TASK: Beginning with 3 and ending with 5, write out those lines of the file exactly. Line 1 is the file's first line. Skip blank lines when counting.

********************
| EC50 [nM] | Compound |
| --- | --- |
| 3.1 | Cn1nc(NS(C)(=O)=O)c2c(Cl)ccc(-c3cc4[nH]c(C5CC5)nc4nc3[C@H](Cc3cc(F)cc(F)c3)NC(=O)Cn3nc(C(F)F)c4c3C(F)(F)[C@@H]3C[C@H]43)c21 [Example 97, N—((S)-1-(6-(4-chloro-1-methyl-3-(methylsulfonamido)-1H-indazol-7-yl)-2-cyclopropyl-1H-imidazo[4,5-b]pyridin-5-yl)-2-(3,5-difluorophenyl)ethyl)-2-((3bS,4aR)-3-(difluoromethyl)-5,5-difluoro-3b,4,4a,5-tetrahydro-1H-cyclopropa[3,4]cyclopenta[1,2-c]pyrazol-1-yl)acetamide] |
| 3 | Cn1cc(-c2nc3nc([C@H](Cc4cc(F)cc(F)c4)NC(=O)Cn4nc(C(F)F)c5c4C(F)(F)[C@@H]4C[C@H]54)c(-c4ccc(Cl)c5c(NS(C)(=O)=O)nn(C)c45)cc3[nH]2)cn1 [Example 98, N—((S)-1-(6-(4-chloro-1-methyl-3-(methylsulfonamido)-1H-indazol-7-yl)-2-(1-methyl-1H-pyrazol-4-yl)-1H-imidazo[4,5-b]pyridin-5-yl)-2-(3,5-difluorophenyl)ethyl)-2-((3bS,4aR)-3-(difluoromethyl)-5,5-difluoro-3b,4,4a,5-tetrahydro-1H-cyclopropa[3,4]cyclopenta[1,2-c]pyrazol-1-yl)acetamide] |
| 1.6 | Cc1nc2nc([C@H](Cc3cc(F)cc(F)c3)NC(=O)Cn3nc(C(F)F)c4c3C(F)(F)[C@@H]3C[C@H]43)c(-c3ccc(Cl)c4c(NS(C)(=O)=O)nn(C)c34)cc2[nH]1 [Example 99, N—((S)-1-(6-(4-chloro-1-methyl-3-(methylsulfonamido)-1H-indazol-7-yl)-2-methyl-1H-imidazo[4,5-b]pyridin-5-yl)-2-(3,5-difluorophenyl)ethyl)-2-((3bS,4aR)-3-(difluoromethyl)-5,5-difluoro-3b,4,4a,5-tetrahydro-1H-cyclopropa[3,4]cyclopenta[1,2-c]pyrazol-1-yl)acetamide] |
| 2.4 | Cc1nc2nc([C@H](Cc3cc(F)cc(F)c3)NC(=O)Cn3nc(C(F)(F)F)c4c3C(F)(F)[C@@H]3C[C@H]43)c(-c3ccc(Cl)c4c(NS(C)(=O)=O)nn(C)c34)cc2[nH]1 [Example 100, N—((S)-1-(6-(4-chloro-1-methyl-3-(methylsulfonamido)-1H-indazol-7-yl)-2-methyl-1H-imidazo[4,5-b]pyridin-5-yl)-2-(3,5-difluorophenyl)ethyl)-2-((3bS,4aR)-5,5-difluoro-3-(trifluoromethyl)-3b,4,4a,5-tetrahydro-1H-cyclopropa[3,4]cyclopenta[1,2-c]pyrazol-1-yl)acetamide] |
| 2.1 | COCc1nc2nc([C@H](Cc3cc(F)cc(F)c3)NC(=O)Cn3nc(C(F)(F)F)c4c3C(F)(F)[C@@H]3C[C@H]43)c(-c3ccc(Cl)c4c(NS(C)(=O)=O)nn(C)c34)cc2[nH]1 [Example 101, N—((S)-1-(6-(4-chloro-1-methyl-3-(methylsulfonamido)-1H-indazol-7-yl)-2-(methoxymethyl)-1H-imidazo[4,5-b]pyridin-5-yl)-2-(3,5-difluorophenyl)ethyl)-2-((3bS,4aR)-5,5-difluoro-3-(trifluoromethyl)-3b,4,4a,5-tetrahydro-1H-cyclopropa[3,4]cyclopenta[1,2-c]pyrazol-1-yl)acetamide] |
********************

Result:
| 3.1 | Cn1nc(NS(C)(=O)=O)c2c(Cl)ccc(-c3cc4[nH]c(C5CC5)nc4nc3[C@H](Cc3cc(F)cc(F)c3)NC(=O)Cn3nc(C(F)F)c4c3C(F)(F)[C@@H]3C[C@H]43)c21 [Example 97, N—((S)-1-(6-(4-chloro-1-methyl-3-(methylsulfonamido)-1H-indazol-7-yl)-2-cyclopropyl-1H-imidazo[4,5-b]pyridin-5-yl)-2-(3,5-difluorophenyl)ethyl)-2-((3bS,4aR)-3-(difluoromethyl)-5,5-difluoro-3b,4,4a,5-tetrahydro-1H-cyclopropa[3,4]cyclopenta[1,2-c]pyrazol-1-yl)acetamide] |
| 3 | Cn1cc(-c2nc3nc([C@H](Cc4cc(F)cc(F)c4)NC(=O)Cn4nc(C(F)F)c5c4C(F)(F)[C@@H]4C[C@H]54)c(-c4ccc(Cl)c5c(NS(C)(=O)=O)nn(C)c45)cc3[nH]2)cn1 [Example 98, N—((S)-1-(6-(4-chloro-1-methyl-3-(methylsulfonamido)-1H-indazol-7-yl)-2-(1-methyl-1H-pyrazol-4-yl)-1H-imidazo[4,5-b]pyridin-5-yl)-2-(3,5-difluorophenyl)ethyl)-2-((3bS,4aR)-3-(difluoromethyl)-5,5-difluoro-3b,4,4a,5-tetrahydro-1H-cyclopropa[3,4]cyclopenta[1,2-c]pyrazol-1-yl)acetamide] |
| 1.6 | Cc1nc2nc([C@H](Cc3cc(F)cc(F)c3)NC(=O)Cn3nc(C(F)F)c4c3C(F)(F)[C@@H]3C[C@H]43)c(-c3ccc(Cl)c4c(NS(C)(=O)=O)nn(C)c34)cc2[nH]1 [Example 99, N—((S)-1-(6-(4-chloro-1-methyl-3-(methylsulfonamido)-1H-indazol-7-yl)-2-methyl-1H-imidazo[4,5-b]pyridin-5-yl)-2-(3,5-difluorophenyl)ethyl)-2-((3bS,4aR)-3-(difluoromethyl)-5,5-difluoro-3b,4,4a,5-tetrahydro-1H-cyclopropa[3,4]cyclopenta[1,2-c]pyrazol-1-yl)acetamide] |